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Good dog—here’s your tweet

Toby doesn’t have to sit, beg or roll over for his treat. He just needs to make sure his dad’s on Twitter.


Kris Holt


Keeping your favorite furry friend’s food bowl filled while you’re away for a few days used to mean having to hand your key to a buddy and ask him (or her) to visit your place every day. Now, with the advent of Twitter and a little hacking, you can feed your pet pooch with a tweet—and anyone else can too.

Nat Morris, an IT consultant who lives in Wales, has built a dog feeder that’s controlled by Twitter. He can feed his border terrier, Toby, no matter where he may be by simply sending a tweet to a dedicated Twitter account.

Whenever Morris sends a tweet containing the word “feed” to @FeedToby, food is dispensed by the machine he put together.

The machine was created using parts from a printer. Cameras are in place so Morris can make sure the tweet-to-food action works properly. Once the tweet has been sent, the machine kicks into life immediately, with a buzzer sound to let Toby know food is on the way.

Morris told the Daily Dot that the “biggest challenge has been getting the small biscuits to not jam the feeding hopper. We found the best way was to put them in a bag and hit them with a rolling pin first!”

What’s especially cool about this is that anyone with a Twitter account can send the feed command to @FeedToby, and view a photo collage of Toby being fed.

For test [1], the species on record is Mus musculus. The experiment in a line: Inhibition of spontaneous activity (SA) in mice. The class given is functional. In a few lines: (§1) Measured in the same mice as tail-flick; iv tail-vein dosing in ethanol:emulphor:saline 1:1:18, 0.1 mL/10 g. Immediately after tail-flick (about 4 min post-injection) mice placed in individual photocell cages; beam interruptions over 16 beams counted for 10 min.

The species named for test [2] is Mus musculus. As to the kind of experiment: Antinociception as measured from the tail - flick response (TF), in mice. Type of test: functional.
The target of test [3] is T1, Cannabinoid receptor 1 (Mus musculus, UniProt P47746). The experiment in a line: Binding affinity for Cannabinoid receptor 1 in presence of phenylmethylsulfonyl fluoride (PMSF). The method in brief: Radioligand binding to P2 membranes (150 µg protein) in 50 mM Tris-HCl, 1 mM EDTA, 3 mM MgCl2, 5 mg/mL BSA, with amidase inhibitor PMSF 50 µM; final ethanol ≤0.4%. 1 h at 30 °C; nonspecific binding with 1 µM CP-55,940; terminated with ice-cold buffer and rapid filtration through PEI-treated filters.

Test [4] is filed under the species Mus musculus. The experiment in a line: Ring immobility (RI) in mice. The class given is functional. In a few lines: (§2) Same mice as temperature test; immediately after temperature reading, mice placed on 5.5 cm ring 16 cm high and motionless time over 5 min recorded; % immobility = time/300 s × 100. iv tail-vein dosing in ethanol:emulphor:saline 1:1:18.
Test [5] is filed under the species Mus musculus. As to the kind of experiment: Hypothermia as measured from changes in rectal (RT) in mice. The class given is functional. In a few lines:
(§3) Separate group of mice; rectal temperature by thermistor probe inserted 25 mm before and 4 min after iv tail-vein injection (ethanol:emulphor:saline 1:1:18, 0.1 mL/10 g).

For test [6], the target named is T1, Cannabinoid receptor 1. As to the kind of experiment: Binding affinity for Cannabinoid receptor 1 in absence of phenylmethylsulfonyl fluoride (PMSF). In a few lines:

As a fail safe to make sure the feeder doesn’t release too much food, Toby can only be fed once every 15 minutes and only between 9 am and 9 pm GMT.

If you tweet “@FeedToby help,” you’ll find out all the commands that can be sent to the account: about, feed, help, and photo. Tweeting “about” reveals a little information about the dog: “Toby is between 4 and 6 years old (we aren’t sure) and lives in Wales with @natmorris.”

Though Morris admits he’d love to turn the feeder into a commercial project (and has had lots of requests to do so), he simply hasn’t got time to do so at the moment.

Since Morris hit the news with his innovation, his “friends and family have all found it quite funny. Lots of them retweeted and shared the original video on Facebook.”

The most important aspect of Morris’s project though is that Toby absolutely loves it.

“It only took him the first 4 or 5 times of the buzzer going off and a treat falling out for him to realize what it meant,” Morris said. “Now he gets just as excited about the feeder as when the postman comes around.”

When going on a trip, you might forget your toothbrush, but you’ll never need to get a friend to feed your dog while you’re away again.

Photo from FeedToby

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The Daily Dot